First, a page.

This is a special report from FOX 16 News Breaking News anchor and investigative reporter Mitch McCoy.

LITTLE ROCK, Ark. – I made a promise seven years ago to provide Arkansans news and information that people use to make critical decisions that could affect their life or their loved ones — which is why I want to share a personal story with you.

It was one year ago, August 17, 2021, my two younger brothers and I were at my father’s side as he made the journey. Pete was 53 years old and battled cancer for the last decade of his life.

A never-ending pain

I was in high school when my dad started to complain of pain in his jaw. Maybe it was a cavity — so he went to the dentist. Even after a recommended root canal, the pain wouldn’t go away. This lasted for more than a year and no one had answers until he felt a lump near his salivary gland.

After a biopsy, doctors at one hospital recommended a basic procedure. A few family members urged him to get a second opinion. Little did he know but that second opinion would change the course of his life forever. Doctors at the University of Michigan Medical School (U of M) diagnosed my dad with Stage 4 Adenoid Cystic Carcinoma (ACC).

You’re probably thinking, “What’s that?” So were we.

ACC is a rare cancer, affecting a few thousand people every year. For comparison, about 330,000 American women are diagnosed with breast cancer annually. It can affect your throat, mouth, or other parts of your body, including your tear or sweat glands.

“[It] typically arises in the salivary glands,” the U of M wrote in 2017. “It’s usually diagnosed at an advanced stage, is very resistant to therapy, and there’s no cure.”

The surgery

My dad’s original recommendation for a basic surgery turned into a major, hours-long operation suggested by the second doctor. He knew the risks of surgery, which involved removing and rebuilding his tongue. It would give him more time but not long enough.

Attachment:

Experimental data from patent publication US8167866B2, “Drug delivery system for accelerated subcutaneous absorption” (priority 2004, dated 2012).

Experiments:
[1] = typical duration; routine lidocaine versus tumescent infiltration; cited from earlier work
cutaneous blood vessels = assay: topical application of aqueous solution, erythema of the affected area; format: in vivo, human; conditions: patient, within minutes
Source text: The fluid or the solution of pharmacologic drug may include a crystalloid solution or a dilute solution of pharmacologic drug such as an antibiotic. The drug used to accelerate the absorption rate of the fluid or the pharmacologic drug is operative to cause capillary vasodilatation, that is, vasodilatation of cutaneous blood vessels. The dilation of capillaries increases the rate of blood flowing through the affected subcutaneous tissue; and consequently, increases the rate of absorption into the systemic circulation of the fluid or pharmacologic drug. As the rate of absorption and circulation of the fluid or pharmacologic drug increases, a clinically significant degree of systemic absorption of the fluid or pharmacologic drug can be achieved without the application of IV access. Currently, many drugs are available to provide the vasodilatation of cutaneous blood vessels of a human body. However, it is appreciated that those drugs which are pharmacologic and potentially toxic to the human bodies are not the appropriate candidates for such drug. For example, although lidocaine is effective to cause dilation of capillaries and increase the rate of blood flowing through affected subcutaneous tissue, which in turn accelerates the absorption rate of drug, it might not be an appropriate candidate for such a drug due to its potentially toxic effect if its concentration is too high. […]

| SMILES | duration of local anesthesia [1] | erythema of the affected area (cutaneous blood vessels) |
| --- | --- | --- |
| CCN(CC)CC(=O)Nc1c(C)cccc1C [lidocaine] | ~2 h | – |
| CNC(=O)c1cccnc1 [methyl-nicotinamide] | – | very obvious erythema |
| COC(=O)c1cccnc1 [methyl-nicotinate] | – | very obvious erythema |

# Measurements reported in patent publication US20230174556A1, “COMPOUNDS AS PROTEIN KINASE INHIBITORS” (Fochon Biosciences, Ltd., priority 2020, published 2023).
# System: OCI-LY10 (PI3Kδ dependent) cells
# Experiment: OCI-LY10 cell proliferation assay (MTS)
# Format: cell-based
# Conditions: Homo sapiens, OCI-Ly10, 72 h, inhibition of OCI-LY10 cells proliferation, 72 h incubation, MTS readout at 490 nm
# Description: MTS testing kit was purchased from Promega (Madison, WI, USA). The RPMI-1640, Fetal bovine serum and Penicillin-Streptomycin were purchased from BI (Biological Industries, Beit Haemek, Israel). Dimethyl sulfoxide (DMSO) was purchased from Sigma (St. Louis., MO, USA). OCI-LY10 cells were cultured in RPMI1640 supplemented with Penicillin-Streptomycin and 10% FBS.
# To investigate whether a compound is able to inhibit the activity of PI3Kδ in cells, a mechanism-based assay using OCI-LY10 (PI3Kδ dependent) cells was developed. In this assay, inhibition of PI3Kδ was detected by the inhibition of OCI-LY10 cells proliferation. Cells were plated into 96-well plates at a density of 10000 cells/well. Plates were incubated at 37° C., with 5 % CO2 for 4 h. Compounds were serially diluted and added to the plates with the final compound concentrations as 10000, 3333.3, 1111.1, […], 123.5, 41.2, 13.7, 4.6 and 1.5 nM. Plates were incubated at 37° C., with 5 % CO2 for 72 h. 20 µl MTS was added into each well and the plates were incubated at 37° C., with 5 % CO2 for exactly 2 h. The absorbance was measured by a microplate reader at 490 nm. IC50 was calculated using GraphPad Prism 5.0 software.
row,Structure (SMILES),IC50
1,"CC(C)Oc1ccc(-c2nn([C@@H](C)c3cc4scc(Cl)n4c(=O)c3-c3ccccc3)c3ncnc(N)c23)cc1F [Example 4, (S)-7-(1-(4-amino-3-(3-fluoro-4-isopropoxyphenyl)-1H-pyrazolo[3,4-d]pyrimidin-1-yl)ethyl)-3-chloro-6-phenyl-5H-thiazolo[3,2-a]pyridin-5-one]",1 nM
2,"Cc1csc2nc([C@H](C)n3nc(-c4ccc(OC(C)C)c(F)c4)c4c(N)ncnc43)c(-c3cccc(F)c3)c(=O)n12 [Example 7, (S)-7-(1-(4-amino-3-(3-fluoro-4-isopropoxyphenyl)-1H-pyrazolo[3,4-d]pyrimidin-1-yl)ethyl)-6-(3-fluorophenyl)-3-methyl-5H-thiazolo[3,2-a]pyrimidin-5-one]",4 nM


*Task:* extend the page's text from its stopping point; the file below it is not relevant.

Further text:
ACC is slow-growing with a five-year survival rate. The U of M told him the surgery would only buy him time and that the cancer would come back in 10 to 20 years. He went ahead with the life-changing surgery in the spring of 2010.

The National Institutes of Health reported the majority of patients who detect early-stage ACC have a ‘favorable prognosis.’ However, there’s a significant chance the cancer will metastasize.

My dad was never able to talk the same. He went to a speech therapist, but his new tongue and jaw usually got the best of him. I think he felt embarrassed about it from time to time. Chewing food and drinking water turned into life’s most difficult tasks.

He never gave up though. His desire to fight gave me a perspective on how brutal cancer is and why it’s so important to raise awareness.

Researching the rare disease

When it comes to ACC, there could be hope in the years to come for patients diagnosed with ACC. Researchers across the world, including at the U of M are working to develop a drug that can kill the cancer cell.

According to the Adenoid Cystic Carcinoma Research Foundation (ACCRF), which launched in 2005, researchers are learning more every day about how the ACC tumor is fueled and how it can be stopped.

“It is possible and fairly common for patients to die with ACC, but not from ACC,”  the group states. “[Our] mission is to permit all patients to rid their bodies of ACC or at least make it into a manageable, chronic disease. The amazing efforts of the patient and research communities are providing reasonable hope that we will get there.”

In 2019, Food and Drug Administration Acting Commissioner Dr. Norman Sharpless said there’s more research now than ever before.

“We still don’t have a cure for ACC, but we know a lot more about its biology, and now there are a number of clinical trials in progress, some showing promising signs. Now I am starting to feel hope for ACC,” said Sharpless.

What to look for

  • A lump on the roof of the mouth, under the tongue or in the bottom of the mouth
  • An abnormal area on the lining of the mouth
  • Numbness of the upper jaw, palate, face, or tongue
  • Difficulty swallowing
  • Hoarseness
  • Dull pain

For more information on adenoid cystic carcinoma, symptoms to watch for or physicians that have treated patients with the cancer, please visit the Adenoid Cystic Carcinoma Research Foundation online at ACCRF.org.